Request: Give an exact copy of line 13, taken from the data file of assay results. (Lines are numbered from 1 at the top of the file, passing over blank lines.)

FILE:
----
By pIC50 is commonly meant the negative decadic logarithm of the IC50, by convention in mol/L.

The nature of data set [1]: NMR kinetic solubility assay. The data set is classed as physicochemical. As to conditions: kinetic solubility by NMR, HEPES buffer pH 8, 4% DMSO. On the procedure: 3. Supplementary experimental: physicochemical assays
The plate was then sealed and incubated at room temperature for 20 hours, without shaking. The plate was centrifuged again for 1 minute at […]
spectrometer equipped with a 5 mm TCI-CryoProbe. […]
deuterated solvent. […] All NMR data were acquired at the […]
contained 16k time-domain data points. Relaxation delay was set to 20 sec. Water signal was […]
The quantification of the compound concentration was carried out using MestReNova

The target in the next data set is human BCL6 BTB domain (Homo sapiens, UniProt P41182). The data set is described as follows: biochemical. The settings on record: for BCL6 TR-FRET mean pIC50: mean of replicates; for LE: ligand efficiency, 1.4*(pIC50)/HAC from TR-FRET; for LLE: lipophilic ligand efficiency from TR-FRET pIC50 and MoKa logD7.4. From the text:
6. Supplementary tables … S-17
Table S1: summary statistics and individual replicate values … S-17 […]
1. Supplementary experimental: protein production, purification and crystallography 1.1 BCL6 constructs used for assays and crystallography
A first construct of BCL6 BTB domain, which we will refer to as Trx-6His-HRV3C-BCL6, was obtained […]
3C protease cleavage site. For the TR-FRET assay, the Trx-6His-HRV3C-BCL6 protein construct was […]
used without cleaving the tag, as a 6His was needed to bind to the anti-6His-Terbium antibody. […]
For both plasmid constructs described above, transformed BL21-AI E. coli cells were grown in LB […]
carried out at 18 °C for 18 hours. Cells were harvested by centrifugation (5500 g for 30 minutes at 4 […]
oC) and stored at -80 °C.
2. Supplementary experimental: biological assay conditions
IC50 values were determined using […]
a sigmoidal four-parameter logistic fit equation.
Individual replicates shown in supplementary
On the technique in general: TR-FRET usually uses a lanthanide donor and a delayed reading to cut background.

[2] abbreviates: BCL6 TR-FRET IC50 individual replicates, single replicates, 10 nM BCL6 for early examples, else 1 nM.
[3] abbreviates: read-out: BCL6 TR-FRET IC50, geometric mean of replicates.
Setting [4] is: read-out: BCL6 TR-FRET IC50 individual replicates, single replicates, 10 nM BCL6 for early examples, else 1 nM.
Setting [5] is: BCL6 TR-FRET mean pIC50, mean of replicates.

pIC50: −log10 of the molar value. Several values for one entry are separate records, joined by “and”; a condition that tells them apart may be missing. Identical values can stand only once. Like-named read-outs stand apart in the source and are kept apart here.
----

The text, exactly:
3C protease cleavage site. For the TR-FRET assay, the Trx-6His-HRV3C-BCL6 protein construct was […]